the females that are in a state of sexual reproductivity (i.e., the what), their location (i.e., the
where), and should also have some estimate of the length of time they expect the females to
sustain that state (i.e., the when).

18


There is also evidence
t
hat

s
uggests that some animal specie
s are able to selectively
attend to aspects of their environment. Chimpanzees, for example, can use tools, learn signs and
symbols, and generally meet several criterion for intelligence. Attention is a necessary (but not

sufficient) condition for these types of learning tasks

(Baars and Franklin, 2003)
. Beyond non
-
human primates
, emerging evidence also suggests that dogs are quite capable of attending to
particular aspects of their environments
(Horowitz, 2009; Mongillo, Bono, Regolin and
Marinelli, 2010)
.
For example, Mongillo and colleagues demonstrate that dog’s focused visual
attention (longer gaze periods and o
verall

more attention) on their owner
s compared to strangers,
an effect which was influenced by age. On the other side of the spectrum, octopuses have been
shown to
engage

in impressive learning tasks, such as observational learning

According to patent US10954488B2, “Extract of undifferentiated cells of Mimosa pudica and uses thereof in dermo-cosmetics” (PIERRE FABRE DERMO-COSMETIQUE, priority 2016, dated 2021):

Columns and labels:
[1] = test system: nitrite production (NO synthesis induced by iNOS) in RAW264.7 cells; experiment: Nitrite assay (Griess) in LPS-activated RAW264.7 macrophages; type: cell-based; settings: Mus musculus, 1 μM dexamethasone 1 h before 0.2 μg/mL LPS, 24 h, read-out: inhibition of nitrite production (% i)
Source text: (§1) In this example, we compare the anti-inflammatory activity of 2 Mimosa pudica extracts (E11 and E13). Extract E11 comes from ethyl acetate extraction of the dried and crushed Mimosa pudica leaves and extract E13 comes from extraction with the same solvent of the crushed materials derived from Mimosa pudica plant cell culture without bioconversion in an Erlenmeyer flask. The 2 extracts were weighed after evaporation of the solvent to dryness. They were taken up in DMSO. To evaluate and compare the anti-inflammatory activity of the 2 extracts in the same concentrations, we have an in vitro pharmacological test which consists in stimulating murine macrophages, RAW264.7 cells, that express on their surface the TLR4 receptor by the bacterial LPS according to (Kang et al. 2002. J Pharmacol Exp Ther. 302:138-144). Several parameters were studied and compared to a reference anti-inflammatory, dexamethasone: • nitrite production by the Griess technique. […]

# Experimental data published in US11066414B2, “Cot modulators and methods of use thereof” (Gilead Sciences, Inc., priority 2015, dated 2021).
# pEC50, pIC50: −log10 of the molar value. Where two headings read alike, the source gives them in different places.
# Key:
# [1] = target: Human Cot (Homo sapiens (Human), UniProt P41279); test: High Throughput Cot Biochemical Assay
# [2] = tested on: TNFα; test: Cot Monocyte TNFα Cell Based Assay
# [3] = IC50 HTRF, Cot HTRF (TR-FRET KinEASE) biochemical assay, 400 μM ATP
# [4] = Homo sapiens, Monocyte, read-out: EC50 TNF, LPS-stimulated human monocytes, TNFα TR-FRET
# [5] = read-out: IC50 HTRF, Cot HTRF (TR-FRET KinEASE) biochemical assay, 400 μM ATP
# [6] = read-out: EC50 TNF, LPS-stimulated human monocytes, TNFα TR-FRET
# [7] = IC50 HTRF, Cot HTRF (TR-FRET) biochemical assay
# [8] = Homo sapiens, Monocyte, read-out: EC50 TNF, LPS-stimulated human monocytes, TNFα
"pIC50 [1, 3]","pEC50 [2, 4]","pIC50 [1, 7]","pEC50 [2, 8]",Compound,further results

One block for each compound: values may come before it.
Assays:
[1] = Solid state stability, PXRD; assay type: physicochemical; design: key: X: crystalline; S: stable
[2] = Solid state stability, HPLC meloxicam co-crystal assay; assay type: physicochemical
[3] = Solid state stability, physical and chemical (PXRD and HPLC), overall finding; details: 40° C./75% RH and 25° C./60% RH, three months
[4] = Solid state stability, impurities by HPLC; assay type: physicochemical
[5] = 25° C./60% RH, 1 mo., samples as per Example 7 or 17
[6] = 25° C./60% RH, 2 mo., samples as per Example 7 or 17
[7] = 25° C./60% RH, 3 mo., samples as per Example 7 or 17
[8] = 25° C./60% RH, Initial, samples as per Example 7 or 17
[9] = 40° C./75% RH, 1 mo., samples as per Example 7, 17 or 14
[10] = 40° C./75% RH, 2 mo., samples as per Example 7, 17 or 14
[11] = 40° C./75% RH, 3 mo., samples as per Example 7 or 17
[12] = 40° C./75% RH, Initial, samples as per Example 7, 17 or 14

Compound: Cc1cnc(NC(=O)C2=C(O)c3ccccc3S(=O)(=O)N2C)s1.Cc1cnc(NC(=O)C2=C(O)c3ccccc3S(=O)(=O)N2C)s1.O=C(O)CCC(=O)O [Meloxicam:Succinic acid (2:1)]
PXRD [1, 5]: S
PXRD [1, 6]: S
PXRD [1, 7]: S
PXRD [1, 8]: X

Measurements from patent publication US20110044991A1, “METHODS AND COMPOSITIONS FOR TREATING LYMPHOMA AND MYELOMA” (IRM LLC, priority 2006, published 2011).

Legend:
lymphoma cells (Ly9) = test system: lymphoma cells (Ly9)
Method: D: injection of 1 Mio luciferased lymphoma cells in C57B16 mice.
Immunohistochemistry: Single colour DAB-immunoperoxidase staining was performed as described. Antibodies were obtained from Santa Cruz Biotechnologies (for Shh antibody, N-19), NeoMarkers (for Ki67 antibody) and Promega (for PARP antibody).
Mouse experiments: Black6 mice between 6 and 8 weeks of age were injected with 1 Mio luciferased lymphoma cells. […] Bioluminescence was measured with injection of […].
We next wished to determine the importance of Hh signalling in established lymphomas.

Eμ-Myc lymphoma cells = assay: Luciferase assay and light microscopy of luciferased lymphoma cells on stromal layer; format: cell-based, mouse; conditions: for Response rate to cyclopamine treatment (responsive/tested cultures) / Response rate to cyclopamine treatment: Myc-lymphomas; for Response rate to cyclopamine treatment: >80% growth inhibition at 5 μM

(Fiorito and Scotto,
1992)
, which
intrinsically

requires s
elective attention.

Finally,
as Table 1 indicates,
with the exception of animals that
simply

react to stimuli
without requiring any form of internal representations of their worlds, most animals select
actions in service of drives

and
environmental opportu
nities
. An exemplary example of
primitive
action selection can be found in one of the most primitive species, the earthworm
. In his
extensive study of earthworms, described in his 1881
/1885

book, and summarized by Crist
(2002), Darwin concluded that earthw
orm behavior, particularly with respect to their ability to
handle leaves while plugging
burrows
, would require some form of action selection. This is
because “grasping” actions were sensitive to the affordances of the leaves in

remarkably
sophisticated wa
ys.
Furthermore
, these behaviors
could not be
readily explained

by

mere i
nstinct
because similar complexities of behavior were observed for non
-
native leaves
(Darwin,
1881/1895)
. As
succinctly

put by Crist, “There was something more”

(2002, pp.7)


19


Higher
-
level Cognitive Processes

and Levels of Control

Table 2 lists several examples of higher
-
level cognitive processes.
Rather than describing
each process individually, it is useful to group these under the broad umbrella of levels of
co
ntrol
. Sloman distinguishes three levels that can be implemented by an autonomous animal
--

the reactive, the deliberative, and the metacognitive